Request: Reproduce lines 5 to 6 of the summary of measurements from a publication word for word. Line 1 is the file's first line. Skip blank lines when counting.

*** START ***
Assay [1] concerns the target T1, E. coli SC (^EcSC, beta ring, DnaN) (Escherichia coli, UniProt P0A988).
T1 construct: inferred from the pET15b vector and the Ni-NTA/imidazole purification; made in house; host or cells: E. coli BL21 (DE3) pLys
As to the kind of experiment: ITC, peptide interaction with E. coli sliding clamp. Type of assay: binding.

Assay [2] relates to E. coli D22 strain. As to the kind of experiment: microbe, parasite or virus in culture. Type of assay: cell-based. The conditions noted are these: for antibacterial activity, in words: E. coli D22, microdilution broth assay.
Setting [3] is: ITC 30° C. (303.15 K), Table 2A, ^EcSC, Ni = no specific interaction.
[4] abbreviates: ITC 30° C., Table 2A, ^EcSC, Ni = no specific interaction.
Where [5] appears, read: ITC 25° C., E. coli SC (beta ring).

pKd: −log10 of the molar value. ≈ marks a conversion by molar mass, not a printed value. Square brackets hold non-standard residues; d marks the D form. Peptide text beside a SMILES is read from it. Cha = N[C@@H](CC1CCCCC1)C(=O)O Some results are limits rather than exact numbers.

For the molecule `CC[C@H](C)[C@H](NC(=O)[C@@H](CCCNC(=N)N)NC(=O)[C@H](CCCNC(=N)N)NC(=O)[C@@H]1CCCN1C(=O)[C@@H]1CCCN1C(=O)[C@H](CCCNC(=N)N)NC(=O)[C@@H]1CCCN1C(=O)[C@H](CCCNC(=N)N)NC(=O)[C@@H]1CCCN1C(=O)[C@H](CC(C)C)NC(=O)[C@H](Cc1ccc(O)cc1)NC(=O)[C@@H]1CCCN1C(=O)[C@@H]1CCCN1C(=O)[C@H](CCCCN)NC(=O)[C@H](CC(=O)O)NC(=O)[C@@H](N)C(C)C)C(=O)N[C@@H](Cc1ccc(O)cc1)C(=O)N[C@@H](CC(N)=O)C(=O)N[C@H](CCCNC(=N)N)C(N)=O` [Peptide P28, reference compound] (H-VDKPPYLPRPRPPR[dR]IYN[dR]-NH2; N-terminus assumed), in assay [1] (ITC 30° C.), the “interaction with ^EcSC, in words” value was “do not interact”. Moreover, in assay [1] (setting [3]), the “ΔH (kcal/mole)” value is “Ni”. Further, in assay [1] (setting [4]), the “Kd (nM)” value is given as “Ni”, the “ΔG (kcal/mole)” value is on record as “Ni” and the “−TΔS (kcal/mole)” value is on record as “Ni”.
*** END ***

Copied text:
Setting [3] is: ITC 30° C. (303.15 K), Table 2A, ^EcSC, Ni = no specific interaction.
[4] abbreviates: ITC 30° C., Table 2A, ^EcSC, Ni = no specific interaction.